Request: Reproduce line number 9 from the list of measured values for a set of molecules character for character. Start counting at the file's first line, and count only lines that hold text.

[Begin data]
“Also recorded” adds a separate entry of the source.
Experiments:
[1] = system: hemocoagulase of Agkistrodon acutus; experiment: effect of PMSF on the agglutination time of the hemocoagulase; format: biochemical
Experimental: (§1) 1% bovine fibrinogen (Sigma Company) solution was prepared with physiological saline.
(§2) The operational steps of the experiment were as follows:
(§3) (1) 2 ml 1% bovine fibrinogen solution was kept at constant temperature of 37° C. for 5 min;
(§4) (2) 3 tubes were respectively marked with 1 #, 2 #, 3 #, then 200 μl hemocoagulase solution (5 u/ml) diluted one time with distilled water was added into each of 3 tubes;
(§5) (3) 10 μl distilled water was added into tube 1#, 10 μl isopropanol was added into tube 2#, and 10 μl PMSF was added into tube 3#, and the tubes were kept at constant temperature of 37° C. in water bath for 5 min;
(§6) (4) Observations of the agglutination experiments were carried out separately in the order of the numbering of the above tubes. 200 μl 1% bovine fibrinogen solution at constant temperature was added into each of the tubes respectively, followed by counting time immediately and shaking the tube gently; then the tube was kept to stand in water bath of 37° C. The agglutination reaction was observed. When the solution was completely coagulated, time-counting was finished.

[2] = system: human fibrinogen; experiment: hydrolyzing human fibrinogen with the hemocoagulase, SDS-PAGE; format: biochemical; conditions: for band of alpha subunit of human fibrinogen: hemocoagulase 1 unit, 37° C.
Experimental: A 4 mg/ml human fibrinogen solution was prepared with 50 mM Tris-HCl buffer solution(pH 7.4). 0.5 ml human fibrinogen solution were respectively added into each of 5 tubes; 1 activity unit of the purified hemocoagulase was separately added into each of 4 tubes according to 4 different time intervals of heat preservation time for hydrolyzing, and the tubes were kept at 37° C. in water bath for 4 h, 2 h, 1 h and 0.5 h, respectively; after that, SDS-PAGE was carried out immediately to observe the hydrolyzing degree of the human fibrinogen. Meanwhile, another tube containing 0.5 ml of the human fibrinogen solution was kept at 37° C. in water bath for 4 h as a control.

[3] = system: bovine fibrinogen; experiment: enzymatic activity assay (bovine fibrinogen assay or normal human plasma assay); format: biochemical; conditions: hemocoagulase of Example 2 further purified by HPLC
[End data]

(§6) (4) Observations of the agglutination experiments were carried out separately in the order of the numbering of the above tubes. 200 μl 1% bovine fibrinogen solution at constant temperature was added into each of the tubes respectively, followed by counting time immediately and shaking the tube gently; then the tube was kept to stand in water bath of 37° C. The agglutination reaction was observed. When the solution was completely coagulated, time-counting was finished.